My mom once said to me, “Brent, don’t make your highs too high or your lows too low. For every crest, there is a trough.”
Like other sports, fishing has the amazing ability of both exalting and humbling its participants. Any single fishing trip can yield “the best of times” or “the worst.” In fact, at the age of 13 I learned that a lone cast can provide both!
I was proudly lipping a snook and loudly boasting a 3-to-1 catch ratio over my buddies. Seconds later I was on my way to the hospital and that ratio more accurately described the number of barbs per treble hook lodged deeply in my hand. Both my ego and appendages would recover from that debacle, and I would eventually mature into one of the “World’s Best Fishermen.” This status would be proven during a recent trip to Canada. Though my cousin and I had never been salmon fishing, we eagerly accepted an invite from family friends who had been making the trip for years.
As “newbies” we were tutored on the nuances of salmon fishing during the five-hour drive to our remote lodge. “Don’t they know who they are talking to?” Jeremy and I wondered. It was apparent they did not, as the suggestion was made that our longtime fishing partnership split-up so that we could each fish and learn from one of the experts. “Nah, I think we’ll be fine. We know what we’re doing,” Jeremy said flatly. Our long-tenured hosts tried to hide their skepticism and muffle their snickering.
For the next five days, all eyes would be on us. Each morning the crew of 10 awoke, gathered tackle and bait, and two-by-two pushed off from the rickety dock in small Jon boats. Around the same time each evening we would all trickle back and convene at the cleaning station with fish and fishy stories. To the surprise of all, Jeremy and I more than held our own during those first four days. But it was day five that would cement our status.
Being the final day, it was decided that we would all fish the same area…partly to enjoy the camaraderie of friendships, but also to partake in some good ol’ competitive fishing! For two-hours we dominated our opposition. Our fellow anglers watched in amazement as fish were practically jumping in our boat. Everyone inched closer and closer; convinced that we had to be hovering over some fish-holding anomaly. But even as they launched casts virtually under us, nothing changed. We hauled in an un-godly number of fish, while our fellow anglers confoundedly picked through a modest few. Back at the dock they shook their heads, smiled and gave us our deserved kudos. “You really showed us how to fish,” one of the veterans conceded.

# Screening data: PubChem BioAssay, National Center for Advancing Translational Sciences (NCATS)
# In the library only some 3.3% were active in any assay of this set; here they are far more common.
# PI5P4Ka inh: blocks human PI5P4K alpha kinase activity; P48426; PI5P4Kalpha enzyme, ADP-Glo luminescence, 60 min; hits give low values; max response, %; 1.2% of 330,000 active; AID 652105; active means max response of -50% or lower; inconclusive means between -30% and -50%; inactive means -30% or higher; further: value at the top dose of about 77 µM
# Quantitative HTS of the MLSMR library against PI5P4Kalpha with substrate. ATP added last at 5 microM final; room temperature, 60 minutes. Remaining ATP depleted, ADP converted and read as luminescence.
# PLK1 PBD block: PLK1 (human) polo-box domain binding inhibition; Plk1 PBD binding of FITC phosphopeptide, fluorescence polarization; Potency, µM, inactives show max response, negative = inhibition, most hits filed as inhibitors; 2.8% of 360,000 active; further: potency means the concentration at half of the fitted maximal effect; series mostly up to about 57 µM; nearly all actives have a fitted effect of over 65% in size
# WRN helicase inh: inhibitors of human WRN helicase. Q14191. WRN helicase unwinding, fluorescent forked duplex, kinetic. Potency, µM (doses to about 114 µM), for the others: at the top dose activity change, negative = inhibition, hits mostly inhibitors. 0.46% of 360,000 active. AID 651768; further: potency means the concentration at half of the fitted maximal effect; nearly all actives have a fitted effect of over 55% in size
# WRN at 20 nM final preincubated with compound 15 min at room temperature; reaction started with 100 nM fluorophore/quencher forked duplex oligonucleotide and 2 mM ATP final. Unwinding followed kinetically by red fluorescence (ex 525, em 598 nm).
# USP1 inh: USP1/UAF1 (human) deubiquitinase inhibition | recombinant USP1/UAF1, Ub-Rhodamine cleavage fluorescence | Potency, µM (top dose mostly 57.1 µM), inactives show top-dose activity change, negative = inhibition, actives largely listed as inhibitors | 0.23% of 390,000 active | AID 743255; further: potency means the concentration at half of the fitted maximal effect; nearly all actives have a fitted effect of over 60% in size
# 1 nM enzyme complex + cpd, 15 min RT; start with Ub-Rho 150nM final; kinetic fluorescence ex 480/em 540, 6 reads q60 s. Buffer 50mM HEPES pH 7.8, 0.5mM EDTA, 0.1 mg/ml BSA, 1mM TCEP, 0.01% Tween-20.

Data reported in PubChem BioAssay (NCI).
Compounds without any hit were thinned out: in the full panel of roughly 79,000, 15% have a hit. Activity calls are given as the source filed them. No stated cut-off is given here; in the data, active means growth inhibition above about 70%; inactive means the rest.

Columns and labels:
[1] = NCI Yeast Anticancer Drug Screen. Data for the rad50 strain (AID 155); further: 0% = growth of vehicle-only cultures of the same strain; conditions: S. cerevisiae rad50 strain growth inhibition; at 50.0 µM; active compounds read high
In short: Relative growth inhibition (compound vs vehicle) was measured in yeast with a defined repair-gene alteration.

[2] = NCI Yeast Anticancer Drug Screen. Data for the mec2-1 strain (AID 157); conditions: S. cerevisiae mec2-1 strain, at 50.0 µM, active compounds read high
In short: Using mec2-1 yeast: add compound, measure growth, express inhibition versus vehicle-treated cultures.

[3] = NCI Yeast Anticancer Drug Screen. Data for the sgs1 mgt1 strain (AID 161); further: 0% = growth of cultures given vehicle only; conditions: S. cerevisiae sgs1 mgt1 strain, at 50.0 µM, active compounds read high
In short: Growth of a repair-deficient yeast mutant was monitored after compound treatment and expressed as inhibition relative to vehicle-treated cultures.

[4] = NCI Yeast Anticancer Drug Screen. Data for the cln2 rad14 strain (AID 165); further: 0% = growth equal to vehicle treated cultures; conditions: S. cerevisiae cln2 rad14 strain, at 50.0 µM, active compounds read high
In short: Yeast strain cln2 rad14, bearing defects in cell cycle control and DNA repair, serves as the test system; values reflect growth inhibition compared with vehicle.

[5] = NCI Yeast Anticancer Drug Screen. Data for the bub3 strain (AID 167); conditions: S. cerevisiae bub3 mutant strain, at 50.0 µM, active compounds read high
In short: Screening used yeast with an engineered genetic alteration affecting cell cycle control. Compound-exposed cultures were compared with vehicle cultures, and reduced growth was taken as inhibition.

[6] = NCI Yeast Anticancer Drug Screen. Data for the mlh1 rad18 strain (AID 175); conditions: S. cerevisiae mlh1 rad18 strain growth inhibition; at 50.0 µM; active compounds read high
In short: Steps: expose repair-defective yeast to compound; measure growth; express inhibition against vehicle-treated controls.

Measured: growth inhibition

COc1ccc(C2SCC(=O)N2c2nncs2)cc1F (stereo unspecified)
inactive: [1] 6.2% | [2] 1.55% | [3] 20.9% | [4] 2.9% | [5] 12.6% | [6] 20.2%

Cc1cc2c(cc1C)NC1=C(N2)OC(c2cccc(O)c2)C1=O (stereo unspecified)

My precipitous free-fall from fishing grace would occur only weeks later…on my own boat and home turf. Dolphin season was in full swing. Optimism and confidence were brimming that morning as I shot out of the inlet with two buddies and a livewell full of frisky baits. Within minutes, the VHF crackled and a familiar voice interrupted our horizon scanning. “Brent, it’s Jimmy. We’re on ‘em. Call me on my cell.”
Prior to heading out, I spoke with my friend who was also taking his boat offshore in search of dolphin. We agreed that if either of us found fish we would hail the other and provide location. Jimmy lived up to his end of the deal, and soon we were speeding toward his locale. As we approached Jimmy’s boat we watched his crew fully engaged in the ‘phin fire drill. Rods were bent, drags were screaming and beautifully lit dolphin were jumping, flipping and splashing in all directions.
I approached cautiously, shut down the motors and quickly tossed out the first hooked pilchard. Before I could even place the rod in the rod holder we were hooked up. The fish made a beeline toward the engines and the line quickly parted. “No big deal. We will catch plenty,” I reassured my crew.
Those were my famous last words! The next 45-minutes provided the most frustrating and humbling angling experience of my entire life. As Jimmy and company frantically flipped 10-pound fish into the boat, my friends and I stared bewilderedly at the water and our casually swimming, untouched baits.
“What the %$^@ is going on here?” I stammered.
I shouted to Jimmy asking what he was using for bait. “Pilchard,” he replied. We sat in silence as Jimmy hoisted one last fish over the gunnel and started the engines. “If you guys want a few fillets, we have plenty,” he generously offered.
I couldn’t even muster a reply. “Well, it’s just not our day. Bad luck, I guess,” said one of my co-anglers in a consoling tone. As I despondently cruised back in on my fishless vessel, I thought back to my Canada trip and the sudden reversal of my fishing fortunes.
And then my mom’s refrain hit me like a rogue wave.
“Don’t make your highs to high or your lows too low. For every crest, there is a trough.”